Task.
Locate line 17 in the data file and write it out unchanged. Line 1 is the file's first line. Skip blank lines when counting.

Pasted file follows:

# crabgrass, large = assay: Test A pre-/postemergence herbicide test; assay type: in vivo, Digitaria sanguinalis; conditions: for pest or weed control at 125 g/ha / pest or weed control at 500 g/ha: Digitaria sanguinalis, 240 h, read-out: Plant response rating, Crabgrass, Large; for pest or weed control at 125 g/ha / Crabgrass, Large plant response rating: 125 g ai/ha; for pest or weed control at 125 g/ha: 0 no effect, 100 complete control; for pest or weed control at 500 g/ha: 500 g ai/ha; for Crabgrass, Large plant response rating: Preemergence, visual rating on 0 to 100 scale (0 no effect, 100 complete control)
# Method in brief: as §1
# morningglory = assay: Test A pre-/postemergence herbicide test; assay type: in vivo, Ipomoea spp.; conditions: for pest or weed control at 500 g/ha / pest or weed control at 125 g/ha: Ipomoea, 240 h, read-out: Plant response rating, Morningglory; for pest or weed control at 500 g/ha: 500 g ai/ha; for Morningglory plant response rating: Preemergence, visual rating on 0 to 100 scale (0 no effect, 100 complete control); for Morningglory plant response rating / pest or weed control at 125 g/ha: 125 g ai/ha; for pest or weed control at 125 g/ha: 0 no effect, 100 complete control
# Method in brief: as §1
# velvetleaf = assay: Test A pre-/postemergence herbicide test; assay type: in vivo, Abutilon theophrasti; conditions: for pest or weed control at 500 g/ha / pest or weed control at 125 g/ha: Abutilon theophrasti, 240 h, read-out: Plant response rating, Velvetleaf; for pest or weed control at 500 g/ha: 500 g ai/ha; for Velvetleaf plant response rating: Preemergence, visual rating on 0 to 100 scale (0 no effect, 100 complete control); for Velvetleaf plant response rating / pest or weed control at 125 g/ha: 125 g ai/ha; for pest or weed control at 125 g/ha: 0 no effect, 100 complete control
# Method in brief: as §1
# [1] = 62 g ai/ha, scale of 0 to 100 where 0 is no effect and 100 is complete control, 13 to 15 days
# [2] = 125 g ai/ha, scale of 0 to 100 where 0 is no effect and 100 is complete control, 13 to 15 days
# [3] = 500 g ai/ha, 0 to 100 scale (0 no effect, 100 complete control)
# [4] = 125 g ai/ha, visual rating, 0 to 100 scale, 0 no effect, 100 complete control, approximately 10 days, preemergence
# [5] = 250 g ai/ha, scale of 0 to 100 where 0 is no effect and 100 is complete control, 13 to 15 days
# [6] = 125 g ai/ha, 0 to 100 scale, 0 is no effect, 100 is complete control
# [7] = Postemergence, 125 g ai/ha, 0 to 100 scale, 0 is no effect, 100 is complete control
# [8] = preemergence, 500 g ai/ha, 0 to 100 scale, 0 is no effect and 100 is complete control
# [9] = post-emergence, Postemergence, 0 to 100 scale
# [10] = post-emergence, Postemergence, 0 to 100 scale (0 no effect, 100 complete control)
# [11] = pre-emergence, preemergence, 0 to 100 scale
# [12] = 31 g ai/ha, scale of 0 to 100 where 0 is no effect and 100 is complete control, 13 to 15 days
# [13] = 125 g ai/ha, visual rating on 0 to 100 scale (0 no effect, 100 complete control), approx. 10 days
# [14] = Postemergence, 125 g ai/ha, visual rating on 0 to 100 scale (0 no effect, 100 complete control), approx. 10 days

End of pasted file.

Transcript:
# [11] = pre-emergence, preemergence, 0 to 100 scale